Impulsive behaviors that distract from distress: Non-suicidal self-injury

Elizabeth N. Riley, Jessica L. Combs, Heather A. Davis, Gregory T. Smith

Research output: Chapter in Book/Report/Conference proceedingChapterpeer-review


There appear to be a set of behaviors that belong to a common response class, whichare characterized by rash, impulsive actions that provide immediate relief from intensenegative affect. First, we will review evidence identifying several behaviors as membersof this ?impulsive behavior for negative reinforcement? response class, including heavydrinking, smoking, and binge eating/purging. Second, we will review emerging evidencethat identifies non-suicidal self-injury (NSSI) as an additional member of this responseclass. NSSI refers to the direct, deliberate destruction of bodily tissue without suicidalintent (American Psychiatric Association, 2013). Third, we highlight the role of negativeurgency, the personality disposition to act rashly when distressed, as a personality traitprecursor to all behaviors in the response class, including NSSI. Fourth, we review amodel designed to help understand why an individual would choose to engage in onebehavior in the response class over another. This model emphasizes psychosociallearning, measured as expectancies for reinforcement from a given behavior.Expectancies are understood to reflect summaries of an individual's psychosociallearning history concerning anticipated reinforcement from behaviors. Individuals tend tochoose behaviors that are likely to provide reinforcement. Prediction from expectancies isdisorder-specific: for example, alcohol expectancies predict drinking problems and eatingand thinness expectancies predict bulimia nervosa. The use of measures that assessindividuals' expectancies for reinforcement from NSSI will (a) test the basic model ofNSSI (American Psychiatric Association, 2013); (b) clarify further the risk process forbehaviors in this response class; and (c) test the hypothesis that risk for NSSI is afunction of both personality traits and psychosocial learning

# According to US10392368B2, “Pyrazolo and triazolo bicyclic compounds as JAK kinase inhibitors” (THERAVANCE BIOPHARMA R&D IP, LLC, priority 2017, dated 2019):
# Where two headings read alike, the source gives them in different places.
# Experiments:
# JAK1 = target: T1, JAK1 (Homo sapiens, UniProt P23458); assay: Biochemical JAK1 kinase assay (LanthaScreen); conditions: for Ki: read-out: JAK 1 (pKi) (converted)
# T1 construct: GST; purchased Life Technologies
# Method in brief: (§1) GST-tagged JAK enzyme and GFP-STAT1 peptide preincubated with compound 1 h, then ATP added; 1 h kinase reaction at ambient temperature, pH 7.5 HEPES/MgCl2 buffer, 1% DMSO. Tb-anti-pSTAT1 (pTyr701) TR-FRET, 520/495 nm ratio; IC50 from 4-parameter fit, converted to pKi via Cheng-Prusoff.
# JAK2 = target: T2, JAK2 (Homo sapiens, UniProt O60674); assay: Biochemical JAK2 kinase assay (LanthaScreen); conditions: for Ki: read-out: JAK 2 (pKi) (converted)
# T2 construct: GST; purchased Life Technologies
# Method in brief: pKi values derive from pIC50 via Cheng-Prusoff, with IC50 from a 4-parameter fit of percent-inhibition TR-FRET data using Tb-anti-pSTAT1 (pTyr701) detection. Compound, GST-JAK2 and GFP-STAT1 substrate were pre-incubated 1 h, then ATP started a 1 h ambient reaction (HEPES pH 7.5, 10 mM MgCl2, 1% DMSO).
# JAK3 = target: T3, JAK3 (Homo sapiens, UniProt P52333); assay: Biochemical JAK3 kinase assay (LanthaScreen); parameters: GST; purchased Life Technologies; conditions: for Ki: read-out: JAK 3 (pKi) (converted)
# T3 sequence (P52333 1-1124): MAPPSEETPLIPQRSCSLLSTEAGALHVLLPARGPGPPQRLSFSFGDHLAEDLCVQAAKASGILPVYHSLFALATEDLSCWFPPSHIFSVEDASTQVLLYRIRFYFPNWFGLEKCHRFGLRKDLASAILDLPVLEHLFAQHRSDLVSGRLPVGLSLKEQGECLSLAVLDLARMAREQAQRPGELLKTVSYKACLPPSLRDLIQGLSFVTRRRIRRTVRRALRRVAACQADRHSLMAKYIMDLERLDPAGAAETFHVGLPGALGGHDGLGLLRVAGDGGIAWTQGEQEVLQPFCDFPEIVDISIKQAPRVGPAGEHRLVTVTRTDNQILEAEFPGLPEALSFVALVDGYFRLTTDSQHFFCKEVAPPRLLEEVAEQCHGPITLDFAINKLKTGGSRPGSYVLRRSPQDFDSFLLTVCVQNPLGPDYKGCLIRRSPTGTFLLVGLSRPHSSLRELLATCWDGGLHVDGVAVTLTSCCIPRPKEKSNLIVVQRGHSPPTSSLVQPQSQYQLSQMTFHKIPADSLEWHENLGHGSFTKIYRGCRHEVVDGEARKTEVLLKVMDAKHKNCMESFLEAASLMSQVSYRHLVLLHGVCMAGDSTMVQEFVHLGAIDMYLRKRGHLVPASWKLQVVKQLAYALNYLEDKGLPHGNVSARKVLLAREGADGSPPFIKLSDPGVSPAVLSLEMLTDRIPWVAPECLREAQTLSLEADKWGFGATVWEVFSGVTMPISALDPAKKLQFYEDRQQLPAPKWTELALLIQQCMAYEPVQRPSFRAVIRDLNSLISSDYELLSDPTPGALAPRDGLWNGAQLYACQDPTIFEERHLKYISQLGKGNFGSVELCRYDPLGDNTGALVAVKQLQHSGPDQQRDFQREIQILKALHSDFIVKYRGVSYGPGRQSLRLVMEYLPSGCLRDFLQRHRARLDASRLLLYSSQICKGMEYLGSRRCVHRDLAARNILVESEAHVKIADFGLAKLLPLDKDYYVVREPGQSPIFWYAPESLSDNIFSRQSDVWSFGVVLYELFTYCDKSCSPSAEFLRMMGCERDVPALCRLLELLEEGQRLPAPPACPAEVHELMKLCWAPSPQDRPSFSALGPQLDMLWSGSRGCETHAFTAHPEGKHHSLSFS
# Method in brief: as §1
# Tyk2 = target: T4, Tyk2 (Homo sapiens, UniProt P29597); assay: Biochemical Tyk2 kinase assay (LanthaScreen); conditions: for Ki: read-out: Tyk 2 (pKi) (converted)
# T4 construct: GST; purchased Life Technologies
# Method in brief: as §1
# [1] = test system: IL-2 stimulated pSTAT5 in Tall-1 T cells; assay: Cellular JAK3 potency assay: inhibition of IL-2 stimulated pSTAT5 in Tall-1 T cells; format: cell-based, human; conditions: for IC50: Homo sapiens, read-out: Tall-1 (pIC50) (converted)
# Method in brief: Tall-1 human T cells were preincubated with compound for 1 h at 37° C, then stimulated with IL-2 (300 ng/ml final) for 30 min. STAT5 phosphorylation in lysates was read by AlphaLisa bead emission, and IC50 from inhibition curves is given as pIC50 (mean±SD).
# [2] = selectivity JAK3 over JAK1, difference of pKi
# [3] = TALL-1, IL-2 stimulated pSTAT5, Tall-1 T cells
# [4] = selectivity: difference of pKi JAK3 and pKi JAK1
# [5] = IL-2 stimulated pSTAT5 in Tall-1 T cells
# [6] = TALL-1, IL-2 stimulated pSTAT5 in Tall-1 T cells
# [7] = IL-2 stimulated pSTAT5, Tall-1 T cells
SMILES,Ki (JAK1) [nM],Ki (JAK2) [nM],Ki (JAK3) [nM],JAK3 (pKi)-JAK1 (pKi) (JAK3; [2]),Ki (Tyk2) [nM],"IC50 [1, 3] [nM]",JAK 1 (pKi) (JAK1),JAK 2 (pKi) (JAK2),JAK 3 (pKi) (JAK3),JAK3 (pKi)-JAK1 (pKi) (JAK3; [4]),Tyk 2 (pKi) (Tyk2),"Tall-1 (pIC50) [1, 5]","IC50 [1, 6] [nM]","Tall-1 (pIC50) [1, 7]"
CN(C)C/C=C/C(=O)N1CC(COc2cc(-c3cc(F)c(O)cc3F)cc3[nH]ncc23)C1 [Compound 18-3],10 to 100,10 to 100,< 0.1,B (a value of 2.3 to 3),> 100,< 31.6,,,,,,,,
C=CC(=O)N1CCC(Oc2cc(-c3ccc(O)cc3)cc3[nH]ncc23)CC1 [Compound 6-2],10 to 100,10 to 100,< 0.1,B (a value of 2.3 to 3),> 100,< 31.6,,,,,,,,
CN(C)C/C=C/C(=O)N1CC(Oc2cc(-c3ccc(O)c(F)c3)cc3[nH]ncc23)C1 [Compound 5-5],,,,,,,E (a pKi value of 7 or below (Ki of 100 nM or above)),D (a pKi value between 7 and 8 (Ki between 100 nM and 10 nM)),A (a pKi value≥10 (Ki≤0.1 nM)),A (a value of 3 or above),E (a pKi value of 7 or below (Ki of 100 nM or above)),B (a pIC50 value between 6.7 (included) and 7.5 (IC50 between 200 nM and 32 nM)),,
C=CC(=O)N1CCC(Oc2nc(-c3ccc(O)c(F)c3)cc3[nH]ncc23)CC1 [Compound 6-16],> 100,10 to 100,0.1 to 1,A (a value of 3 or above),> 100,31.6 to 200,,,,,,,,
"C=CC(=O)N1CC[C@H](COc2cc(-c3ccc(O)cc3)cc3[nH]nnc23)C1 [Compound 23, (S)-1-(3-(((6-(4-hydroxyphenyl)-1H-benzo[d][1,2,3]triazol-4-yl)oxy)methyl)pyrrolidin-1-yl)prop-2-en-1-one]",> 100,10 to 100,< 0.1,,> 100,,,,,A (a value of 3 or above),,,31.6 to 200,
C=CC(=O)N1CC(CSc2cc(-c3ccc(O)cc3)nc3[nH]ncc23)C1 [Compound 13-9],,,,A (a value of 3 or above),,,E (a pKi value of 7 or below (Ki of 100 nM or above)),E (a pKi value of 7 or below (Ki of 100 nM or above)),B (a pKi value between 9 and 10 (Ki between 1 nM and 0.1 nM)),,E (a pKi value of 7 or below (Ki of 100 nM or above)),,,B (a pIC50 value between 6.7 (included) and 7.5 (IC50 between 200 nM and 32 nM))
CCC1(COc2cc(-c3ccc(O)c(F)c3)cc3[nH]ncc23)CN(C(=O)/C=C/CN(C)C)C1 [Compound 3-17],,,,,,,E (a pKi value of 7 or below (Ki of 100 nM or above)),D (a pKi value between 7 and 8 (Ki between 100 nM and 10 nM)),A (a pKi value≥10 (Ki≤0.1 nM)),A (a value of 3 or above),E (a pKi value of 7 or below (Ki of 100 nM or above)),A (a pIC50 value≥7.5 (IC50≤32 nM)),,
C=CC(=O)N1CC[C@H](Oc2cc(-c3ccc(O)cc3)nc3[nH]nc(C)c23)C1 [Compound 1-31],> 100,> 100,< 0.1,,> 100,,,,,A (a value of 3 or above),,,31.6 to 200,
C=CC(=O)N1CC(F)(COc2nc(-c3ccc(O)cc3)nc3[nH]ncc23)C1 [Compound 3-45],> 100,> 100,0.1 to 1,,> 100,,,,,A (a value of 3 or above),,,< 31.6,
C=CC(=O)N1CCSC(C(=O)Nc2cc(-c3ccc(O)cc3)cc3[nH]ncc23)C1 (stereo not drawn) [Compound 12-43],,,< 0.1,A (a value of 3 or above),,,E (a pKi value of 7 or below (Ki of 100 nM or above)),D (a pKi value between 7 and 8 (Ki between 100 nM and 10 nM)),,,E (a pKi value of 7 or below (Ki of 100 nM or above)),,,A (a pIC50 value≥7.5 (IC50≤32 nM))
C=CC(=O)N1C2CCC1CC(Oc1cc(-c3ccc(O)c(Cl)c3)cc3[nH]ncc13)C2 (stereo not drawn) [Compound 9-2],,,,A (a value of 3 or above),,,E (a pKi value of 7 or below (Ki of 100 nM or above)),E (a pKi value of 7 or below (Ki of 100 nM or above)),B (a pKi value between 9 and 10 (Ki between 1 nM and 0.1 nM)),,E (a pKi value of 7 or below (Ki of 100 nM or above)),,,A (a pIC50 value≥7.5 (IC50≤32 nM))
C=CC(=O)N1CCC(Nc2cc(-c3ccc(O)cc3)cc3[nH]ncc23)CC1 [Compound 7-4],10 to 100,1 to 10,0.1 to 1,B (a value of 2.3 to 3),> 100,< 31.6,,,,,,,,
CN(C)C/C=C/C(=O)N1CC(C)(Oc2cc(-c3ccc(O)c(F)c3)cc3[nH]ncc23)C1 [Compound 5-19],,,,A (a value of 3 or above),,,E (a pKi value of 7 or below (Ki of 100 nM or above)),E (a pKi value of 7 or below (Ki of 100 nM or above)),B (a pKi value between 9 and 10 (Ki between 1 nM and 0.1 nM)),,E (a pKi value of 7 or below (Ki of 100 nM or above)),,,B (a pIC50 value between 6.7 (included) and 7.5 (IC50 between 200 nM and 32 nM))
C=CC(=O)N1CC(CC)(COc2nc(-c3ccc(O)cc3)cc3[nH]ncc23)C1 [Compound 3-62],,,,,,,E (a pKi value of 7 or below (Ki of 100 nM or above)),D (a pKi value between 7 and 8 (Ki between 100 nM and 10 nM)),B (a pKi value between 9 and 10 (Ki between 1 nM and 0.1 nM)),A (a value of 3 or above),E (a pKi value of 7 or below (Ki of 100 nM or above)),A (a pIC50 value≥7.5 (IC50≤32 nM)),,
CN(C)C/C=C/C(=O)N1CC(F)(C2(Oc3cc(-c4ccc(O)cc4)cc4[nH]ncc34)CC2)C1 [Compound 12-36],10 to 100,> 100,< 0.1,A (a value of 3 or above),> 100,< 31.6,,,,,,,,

Original languageEnglish
Title of host publicationPsychology of Impulsivity
Subtitle of host publicationNew Research
Number of pages15
ISBN (Electronic)9781633219441
StatePublished - Oct 1 2014

ASJC Scopus subject areas

  • Psychology (all)
  • Medicine (all)


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